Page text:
Seen from abroad. 2024 legislative elections: the left in the lead, the RN in decline, “a political miracle”

According to the first estimates at 8 p.m., the surprise is huge on the evening of the second round of the legislative elections in France: the New Popular Front is in the lead, with 172 to 192 seats, ahead of Ensemble-Renaissance (150-170 seats), the National Rally (132 to 152 seats) and the Republicans (57 to 67 seats), according to an Ipsos-Talan poll for France Télévisions. With a turnout that was up compared to Sunday, June 30, at 67.10% at 8 p.m.

Abroad, the reactions are unanimous. If the estimates are confirmed, exclaims the correspondent of the South German newspaper German on X, “France has just witnessed a political miracle.” That of the site The Local speaks of a “huge surprise”, And The Vanguardia of “unexpected turnaround”. “France said no to the far right”, notes in Madrid The Country. And in Berlin, we talk about “a dramatic turn of events in the French elections”. These are the words of colleague of the Spiegel. The journalist continues, however: “Macron and the left must learn what (France) does not know how to do and does not like to do: build coalitions and overcome divisions.”

This topic – governing in the presence of several major parties in the Assembly – has been a topic for several days. The three blocs that come out of the second round, without an absolute majority, are drawing a new map of the National Assembly. And perhaps announcing an ungovernable France.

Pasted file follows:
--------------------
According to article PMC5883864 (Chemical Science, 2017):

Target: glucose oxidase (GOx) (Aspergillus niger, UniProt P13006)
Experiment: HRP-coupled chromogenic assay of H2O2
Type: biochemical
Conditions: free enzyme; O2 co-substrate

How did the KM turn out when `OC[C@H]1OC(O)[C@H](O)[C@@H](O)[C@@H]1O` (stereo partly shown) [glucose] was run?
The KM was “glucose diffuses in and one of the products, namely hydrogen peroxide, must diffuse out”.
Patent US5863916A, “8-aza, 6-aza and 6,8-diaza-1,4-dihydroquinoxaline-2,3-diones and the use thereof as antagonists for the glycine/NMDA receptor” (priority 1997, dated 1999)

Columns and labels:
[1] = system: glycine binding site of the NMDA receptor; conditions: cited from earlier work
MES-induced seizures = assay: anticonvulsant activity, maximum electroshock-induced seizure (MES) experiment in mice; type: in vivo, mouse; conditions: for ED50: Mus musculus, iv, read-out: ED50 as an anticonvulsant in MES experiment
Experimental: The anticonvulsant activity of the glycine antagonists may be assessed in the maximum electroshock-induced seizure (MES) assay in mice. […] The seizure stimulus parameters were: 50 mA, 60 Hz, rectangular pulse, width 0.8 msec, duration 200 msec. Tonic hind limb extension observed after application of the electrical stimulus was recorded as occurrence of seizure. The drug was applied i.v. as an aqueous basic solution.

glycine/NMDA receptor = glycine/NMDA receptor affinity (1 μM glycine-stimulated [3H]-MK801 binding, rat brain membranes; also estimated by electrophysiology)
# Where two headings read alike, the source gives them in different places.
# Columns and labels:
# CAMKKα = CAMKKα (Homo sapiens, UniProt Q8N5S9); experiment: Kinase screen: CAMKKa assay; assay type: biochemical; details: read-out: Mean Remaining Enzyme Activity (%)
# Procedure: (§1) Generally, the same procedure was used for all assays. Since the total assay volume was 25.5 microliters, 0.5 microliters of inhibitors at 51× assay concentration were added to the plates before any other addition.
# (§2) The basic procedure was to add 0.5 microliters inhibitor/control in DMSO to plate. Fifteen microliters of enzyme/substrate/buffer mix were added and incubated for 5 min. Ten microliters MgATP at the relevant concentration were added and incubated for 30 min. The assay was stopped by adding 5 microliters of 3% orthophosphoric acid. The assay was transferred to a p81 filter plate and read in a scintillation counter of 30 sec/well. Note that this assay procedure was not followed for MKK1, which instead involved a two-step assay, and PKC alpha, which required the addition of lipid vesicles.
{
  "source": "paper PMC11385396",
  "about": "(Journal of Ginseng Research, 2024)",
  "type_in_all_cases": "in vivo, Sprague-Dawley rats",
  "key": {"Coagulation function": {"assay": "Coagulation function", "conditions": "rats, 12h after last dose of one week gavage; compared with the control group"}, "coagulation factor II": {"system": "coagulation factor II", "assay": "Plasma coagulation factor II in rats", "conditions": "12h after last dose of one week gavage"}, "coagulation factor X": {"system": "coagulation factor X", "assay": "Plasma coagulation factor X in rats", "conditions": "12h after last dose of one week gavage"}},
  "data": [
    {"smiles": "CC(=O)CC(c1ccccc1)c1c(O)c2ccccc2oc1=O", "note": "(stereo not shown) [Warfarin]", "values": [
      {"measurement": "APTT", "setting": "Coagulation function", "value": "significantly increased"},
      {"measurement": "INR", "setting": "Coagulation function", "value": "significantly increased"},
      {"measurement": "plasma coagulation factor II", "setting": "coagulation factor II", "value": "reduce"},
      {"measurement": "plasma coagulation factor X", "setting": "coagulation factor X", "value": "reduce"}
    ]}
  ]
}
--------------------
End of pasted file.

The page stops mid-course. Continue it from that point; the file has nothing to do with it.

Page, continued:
This is the scenario that has been explored The evening, in Belgiumwho wondered what would happen if three blocks emerged. It would then be necessary to find “the ideal profile to lead this government that could not do much. Who would be the ‘French Mario Draghi’? wondered the Belgian daily. A Laurent Berger, a Jean Castex, a Bernard Cazeneuve? We would have to find the five-legged sheep. It is not a given. In this hypothesis, the pressure will be strong, especially from the RN and La France insoumise, to push the President of the Republic to resign.” But even this scenario would not unblock the situation. “If Emmanuel Macron were to resign, it would take a year before the Assembly could be dissolved again. We would be in a frozen situation.”

From Quebec, The duty returned, on the eve of the second round, to a coalition “plural” forces of the right, the center, the left. “An old dream of Emmanuel Macron, who mentioned a ‘grand coalition’ from his first campaign in 2017” in German. But “For the moment, on the left, only the national secretary of the Ecologists, Marine Tondelier, has shown interest, unlike the secretary of the Socialist Party, Olivier Faure, and the ecologist Sandrine Rousseau, who see it as an unnatural alliance. As for the Insoumis, they have affirmed, through their national coordinator, Manuel Bompard, that they ‘will only govern to implement their program. Nothing but their program’”, recalled the Montreal daily, which was also looking for the name of a potential Prime Minister.